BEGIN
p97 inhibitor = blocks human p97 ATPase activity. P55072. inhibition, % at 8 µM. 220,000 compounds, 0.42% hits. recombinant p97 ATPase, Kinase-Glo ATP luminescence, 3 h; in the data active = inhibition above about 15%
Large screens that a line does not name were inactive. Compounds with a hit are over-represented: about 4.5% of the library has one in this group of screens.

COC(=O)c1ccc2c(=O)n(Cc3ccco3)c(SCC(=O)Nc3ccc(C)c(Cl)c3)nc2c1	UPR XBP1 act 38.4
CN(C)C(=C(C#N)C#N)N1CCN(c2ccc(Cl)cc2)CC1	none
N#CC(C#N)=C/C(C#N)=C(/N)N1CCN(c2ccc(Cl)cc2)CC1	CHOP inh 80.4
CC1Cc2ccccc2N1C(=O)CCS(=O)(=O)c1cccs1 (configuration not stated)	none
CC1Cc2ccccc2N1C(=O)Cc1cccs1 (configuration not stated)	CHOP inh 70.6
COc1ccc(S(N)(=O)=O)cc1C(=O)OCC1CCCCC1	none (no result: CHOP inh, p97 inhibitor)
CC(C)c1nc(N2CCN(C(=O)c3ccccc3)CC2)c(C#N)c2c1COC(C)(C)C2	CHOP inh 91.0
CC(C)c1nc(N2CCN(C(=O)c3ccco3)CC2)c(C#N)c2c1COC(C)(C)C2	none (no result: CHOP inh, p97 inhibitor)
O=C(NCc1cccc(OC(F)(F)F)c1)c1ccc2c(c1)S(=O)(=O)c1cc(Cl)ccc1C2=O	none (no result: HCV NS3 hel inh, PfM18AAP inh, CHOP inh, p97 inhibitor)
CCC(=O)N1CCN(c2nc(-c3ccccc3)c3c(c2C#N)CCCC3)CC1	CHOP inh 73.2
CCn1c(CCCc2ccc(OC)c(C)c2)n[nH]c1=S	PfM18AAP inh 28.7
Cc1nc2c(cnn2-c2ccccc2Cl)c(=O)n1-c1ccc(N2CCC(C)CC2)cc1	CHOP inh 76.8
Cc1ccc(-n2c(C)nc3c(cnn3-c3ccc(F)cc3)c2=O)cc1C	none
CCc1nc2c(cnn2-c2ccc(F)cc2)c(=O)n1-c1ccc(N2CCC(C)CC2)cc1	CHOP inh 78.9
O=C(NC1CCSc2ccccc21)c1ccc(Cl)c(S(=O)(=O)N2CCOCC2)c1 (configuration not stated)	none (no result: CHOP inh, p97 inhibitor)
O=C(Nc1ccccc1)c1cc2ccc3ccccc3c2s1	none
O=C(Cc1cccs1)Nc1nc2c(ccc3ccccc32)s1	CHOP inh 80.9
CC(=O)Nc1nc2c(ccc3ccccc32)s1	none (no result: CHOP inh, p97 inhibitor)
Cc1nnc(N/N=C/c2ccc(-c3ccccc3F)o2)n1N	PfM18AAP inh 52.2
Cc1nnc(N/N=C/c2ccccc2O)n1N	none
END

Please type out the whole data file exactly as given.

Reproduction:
p97 inhibitor = blocks human p97 ATPase activity. P55072. inhibition, % at 8 µM. 220,000 compounds, 0.42% hits. recombinant p97 ATPase, Kinase-Glo ATP luminescence, 3 h; in the data active = inhibition above about 15%
Large screens that a line does not name were inactive. Compounds with a hit are over-represented: about 4.5% of the library has one in this group of screens.

COC(=O)c1ccc2c(=O)n(Cc3ccco3)c(SCC(=O)Nc3ccc(C)c(Cl)c3)nc2c1	UPR XBP1 act 38.4
CN(C)C(=C(C#N)C#N)N1CCN(c2ccc(Cl)cc2)CC1	none
N#CC(C#N)=C/C(C#N)=C(/N)N1CCN(c2ccc(Cl)cc2)CC1	CHOP inh 80.4
CC1Cc2ccccc2N1C(=O)CCS(=O)(=O)c1cccs1 (configuration not stated)	none
CC1Cc2ccccc2N1C(=O)Cc1cccs1 (configuration not stated)	CHOP inh 70.6
COc1ccc(S(N)(=O)=O)cc1C(=O)OCC1CCCCC1	none (no result: CHOP inh, p97 inhibitor)
CC(C)c1nc(N2CCN(C(=O)c3ccccc3)CC2)c(C#N)c2c1COC(C)(C)C2	CHOP inh 91.0
CC(C)c1nc(N2CCN(C(=O)c3ccco3)CC2)c(C#N)c2c1COC(C)(C)C2	none (no result: CHOP inh, p97 inhibitor)
O=C(NCc1cccc(OC(F)(F)F)c1)c1ccc2c(c1)S(=O)(=O)c1cc(Cl)ccc1C2=O	none (no result: HCV NS3 hel inh, PfM18AAP inh, CHOP inh, p97 inhibitor)
CCC(=O)N1CCN(c2nc(-c3ccccc3)c3c(c2C#N)CCCC3)CC1	CHOP inh 73.2
CCn1c(CCCc2ccc(OC)c(C)c2)n[nH]c1=S	PfM18AAP inh 28.7
Cc1nc2c(cnn2-c2ccccc2Cl)c(=O)n1-c1ccc(N2CCC(C)CC2)cc1	CHOP inh 76.8
Cc1ccc(-n2c(C)nc3c(cnn3-c3ccc(F)cc3)c2=O)cc1C	none
CCc1nc2c(cnn2-c2ccc(F)cc2)c(=O)n1-c1ccc(N2CCC(C)CC2)cc1	CHOP inh 78.9
O=C(NC1CCSc2ccccc21)c1ccc(Cl)c(S(=O)(=O)N2CCOCC2)c1 (configuration not stated)	none (no result: CHOP inh, p97 inhibitor)
O=C(Nc1ccccc1)c1cc2ccc3ccccc3c2s1	none
O=C(Cc1cccs1)Nc1nc2c(ccc3ccccc32)s1	CHOP inh 80.9
CC(=O)Nc1nc2c(ccc3ccccc32)s1	none (no result: CHOP inh, p97 inhibitor)
Cc1nnc(N/N=C/c2ccc(-c3ccccc3F)o2)n1N	PfM18AAP inh 52.2
Cc1nnc(N/N=C/c2ccccc2O)n1N	none